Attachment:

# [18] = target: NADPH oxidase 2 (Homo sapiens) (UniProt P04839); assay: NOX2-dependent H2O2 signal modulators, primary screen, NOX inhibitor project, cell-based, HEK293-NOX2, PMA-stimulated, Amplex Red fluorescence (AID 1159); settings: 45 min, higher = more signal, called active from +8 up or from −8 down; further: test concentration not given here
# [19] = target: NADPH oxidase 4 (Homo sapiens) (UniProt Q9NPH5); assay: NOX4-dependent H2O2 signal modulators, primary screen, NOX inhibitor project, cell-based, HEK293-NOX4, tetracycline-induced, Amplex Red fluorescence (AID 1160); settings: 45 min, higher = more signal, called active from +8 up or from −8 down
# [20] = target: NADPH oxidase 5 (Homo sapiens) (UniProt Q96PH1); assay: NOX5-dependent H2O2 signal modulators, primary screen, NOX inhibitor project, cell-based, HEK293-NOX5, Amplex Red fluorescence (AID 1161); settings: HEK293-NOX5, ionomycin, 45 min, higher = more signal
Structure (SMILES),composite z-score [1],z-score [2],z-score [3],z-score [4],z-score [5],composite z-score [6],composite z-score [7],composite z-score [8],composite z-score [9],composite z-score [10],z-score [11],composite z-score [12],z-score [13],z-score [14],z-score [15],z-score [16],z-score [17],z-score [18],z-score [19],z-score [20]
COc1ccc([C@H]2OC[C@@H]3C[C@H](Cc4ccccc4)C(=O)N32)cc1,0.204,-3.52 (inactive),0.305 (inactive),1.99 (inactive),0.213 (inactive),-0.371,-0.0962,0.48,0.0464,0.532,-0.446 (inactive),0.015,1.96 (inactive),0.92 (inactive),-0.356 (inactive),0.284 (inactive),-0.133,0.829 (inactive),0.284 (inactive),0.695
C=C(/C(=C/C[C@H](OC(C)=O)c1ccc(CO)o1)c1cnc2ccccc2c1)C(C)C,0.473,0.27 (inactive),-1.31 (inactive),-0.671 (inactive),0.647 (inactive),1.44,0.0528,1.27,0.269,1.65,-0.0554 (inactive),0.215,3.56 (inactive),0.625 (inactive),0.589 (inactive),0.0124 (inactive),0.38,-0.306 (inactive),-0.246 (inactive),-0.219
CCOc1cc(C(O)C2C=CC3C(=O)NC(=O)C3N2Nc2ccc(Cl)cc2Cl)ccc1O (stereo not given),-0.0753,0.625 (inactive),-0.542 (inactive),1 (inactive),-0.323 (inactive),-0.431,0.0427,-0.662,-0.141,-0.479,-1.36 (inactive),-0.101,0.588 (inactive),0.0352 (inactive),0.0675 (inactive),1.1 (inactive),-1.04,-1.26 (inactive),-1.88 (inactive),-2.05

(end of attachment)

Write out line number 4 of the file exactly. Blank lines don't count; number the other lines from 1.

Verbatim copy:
Structure (SMILES),composite z-score [1],z-score [2],z-score [3],z-score [4],z-score [5],composite z-score [6],composite z-score [7],composite z-score [8],composite z-score [9],composite z-score [10],z-score [11],composite z-score [12],z-score [13],z-score [14],z-score [15],z-score [16],z-score [17],z-score [18],z-score [19],z-score [20]